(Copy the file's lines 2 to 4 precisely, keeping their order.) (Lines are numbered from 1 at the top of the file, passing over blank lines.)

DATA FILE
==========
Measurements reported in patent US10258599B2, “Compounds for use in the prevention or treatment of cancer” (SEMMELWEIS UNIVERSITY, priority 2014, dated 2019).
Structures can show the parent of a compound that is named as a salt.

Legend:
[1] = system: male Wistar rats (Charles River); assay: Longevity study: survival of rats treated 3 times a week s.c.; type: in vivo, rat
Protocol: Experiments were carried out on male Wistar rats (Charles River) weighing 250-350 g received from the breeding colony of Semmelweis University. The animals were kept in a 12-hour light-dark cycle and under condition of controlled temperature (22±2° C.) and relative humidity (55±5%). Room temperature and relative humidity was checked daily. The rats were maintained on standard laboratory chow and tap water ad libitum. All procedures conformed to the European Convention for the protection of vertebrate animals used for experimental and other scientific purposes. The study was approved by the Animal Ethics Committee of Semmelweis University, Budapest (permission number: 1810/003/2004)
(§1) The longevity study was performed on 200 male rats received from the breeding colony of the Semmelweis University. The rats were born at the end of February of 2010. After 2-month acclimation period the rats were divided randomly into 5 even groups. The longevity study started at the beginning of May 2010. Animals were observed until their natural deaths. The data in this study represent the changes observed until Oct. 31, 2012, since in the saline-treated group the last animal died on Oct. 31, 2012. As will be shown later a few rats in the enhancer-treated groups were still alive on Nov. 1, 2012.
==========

Structures can show the parent of a compound that is named as a salt.

Legend:
[1] = system: male Wistar rats (Charles River); assay: Longevity study: survival of rats treated 3 times a week s.c.; type: in vivo, rat